Thus the protestors hearts are in the right place but they are naive if they think their fairytale ending is possible. There is no way we can achieve free higher education for everyone and if we did this education would become meaningless. The protest tactic of occupation is misdirected. If they truly want to lower the price of their education the correct tactic would be a boycott. The truth is higher education has become immensely overvalued by our society who clings to the idea of studying hard to get a good job to move up the socioeconomic ladder. For the vast majority this never works out and the eventuality is a job for the same salary they could have gotten out of highschool simply with more debt. Free education is not the answer, rather a re-evaluation of the place of higher education in our country.
The events of the J18 protest as described by Brian Holmes come off as a sort of Occupy Wall Street on steroids. Holmes depicted the protests that took place in the streets of London and outside the LIFFE building that day like something out of the film “V for Vendetta”: masses of masked protestors taking the the streets and charging a building in protest. Except in this grand finale there was water shooting into the sky rather than flames, debris and fireworks. Yet the poetic message of both remains the same, “another world is possible.” In the film this was in response to a repressive governing body, however the protests of J18 and protests connected to most of the works we’ve read have a different enemy; Negri and Hardt’s “Empire” that controls everything, Guy Debord’s “Spectacle”, they were protesting neoliberalism and the commercialized-industry controlled society we have become.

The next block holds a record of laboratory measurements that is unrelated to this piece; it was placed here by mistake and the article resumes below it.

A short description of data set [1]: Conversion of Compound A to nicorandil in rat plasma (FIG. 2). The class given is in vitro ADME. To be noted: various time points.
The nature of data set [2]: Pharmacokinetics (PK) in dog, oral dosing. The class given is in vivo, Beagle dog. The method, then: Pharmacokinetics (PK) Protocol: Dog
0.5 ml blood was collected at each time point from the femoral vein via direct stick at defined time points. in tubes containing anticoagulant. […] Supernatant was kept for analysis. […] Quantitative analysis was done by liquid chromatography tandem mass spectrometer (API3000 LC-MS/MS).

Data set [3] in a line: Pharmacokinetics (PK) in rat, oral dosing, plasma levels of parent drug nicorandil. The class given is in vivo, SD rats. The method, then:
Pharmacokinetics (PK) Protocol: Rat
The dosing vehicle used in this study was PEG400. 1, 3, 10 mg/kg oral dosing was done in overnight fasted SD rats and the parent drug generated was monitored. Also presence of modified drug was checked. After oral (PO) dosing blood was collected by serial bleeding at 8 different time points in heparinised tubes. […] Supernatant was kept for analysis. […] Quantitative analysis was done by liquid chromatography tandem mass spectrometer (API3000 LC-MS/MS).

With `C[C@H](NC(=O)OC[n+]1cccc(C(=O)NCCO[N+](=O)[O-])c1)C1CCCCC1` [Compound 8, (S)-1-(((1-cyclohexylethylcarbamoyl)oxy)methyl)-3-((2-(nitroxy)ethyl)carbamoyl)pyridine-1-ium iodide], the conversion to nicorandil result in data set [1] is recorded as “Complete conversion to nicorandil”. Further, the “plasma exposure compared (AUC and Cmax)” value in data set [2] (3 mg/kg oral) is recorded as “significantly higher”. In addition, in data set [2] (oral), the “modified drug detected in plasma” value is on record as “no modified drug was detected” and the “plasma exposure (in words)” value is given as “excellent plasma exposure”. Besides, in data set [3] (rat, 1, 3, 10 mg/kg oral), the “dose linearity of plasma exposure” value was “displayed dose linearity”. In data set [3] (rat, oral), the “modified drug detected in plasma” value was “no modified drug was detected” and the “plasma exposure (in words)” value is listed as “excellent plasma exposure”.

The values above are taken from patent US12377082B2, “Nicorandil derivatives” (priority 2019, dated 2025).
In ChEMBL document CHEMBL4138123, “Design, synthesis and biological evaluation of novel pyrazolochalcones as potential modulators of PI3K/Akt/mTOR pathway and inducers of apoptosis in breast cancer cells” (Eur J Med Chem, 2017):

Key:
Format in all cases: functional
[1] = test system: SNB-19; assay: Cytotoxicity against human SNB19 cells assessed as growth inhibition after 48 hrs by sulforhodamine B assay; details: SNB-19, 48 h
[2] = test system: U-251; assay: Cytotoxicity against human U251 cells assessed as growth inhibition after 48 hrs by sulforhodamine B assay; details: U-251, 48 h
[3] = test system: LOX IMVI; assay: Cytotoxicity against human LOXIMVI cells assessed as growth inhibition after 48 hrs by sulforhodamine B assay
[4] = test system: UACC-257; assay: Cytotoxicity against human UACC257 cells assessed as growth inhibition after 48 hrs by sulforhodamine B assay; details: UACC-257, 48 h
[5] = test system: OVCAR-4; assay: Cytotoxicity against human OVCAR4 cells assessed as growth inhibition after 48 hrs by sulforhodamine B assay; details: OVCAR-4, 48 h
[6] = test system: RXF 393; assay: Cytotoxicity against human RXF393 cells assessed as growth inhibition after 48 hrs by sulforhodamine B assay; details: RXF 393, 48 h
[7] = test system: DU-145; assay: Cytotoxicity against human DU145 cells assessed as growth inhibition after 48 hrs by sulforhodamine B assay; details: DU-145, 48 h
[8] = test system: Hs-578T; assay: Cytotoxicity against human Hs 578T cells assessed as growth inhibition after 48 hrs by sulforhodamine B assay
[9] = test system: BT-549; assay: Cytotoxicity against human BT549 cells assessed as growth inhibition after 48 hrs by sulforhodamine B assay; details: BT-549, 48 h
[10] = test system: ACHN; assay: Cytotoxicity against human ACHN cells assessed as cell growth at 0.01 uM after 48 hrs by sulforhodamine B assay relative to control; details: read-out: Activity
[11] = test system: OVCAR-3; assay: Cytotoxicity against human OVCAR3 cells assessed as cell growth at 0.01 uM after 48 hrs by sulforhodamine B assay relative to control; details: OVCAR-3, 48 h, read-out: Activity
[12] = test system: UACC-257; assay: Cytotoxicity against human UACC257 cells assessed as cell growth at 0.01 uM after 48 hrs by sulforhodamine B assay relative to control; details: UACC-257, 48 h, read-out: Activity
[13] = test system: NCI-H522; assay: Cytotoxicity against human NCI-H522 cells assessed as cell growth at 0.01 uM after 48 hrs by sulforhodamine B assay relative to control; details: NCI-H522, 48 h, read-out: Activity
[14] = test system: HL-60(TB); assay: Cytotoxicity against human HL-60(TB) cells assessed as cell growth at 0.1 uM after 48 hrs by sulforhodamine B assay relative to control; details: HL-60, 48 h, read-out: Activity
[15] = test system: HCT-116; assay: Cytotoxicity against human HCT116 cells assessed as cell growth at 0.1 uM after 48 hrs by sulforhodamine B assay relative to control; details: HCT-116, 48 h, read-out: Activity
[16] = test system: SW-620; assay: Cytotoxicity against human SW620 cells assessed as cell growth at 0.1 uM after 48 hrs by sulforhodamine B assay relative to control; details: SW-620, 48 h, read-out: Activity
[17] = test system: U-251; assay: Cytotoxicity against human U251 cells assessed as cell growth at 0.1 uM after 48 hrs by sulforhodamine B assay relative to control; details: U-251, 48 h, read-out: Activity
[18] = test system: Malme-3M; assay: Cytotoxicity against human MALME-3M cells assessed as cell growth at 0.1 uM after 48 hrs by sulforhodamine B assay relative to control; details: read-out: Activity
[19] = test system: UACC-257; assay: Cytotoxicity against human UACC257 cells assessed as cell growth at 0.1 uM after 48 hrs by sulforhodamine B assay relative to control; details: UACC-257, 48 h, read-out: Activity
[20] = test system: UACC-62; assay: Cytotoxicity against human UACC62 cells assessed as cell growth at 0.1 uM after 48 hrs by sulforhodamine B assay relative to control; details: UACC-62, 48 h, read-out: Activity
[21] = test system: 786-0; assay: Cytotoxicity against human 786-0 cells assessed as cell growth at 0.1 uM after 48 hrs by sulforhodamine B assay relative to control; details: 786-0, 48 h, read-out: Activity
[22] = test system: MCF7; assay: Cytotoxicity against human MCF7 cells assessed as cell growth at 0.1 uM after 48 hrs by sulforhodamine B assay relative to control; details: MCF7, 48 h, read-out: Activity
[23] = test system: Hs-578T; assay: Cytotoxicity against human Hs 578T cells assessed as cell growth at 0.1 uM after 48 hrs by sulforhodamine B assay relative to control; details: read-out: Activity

However the effectiveness of the J18 protests were hardly more than a situation, in the SI sense of the word. It served as a means to spread a message that has and will be spread many times before and again. Its placement on the day of the G8 summit and outside a financial established its argument against the inequalities of the current system. It was understood that it was fighting against the oppressive nature of our capitalist system, but what did it accomplish? People may have temporarily felt an anger toward the corporate giants who tower over our society and may have even boycotted McDonald’s, Coca-Cola, or some international bank for a few days. But in the end this protest couldn’t have effected that much change seeing as society has hardly progressed in any direction they had hoped, in all likelihood instead becoming more commercially influenced. As hypothesized by the Critical Art Ensemble in “Electronic Civil Disobedience”, the effectiveness of civil disobedience actions such as J18 and Occupy Wall Street is minimal as they only take place in the spatial domain which is generally of little more importance than symbolism in the present day. Unlike protests like those of May 1968 in France or the Zapatista movement, civil disobedient action against the general idea of neoliberalism or “Empire” is of little use, at least in the spatial domain, because, as Hardt and Negri explain, there is no spatial limit to “Empire” and also there is no specific body that can be challenged and brought down such as the Mexican or French governments in these two examples. As a result, J18 was aptly described by Holmes as a “political ‘party'”, since it accomplished little more in the end than providing a venue for people to dress up, blast music, and live generally disorderly.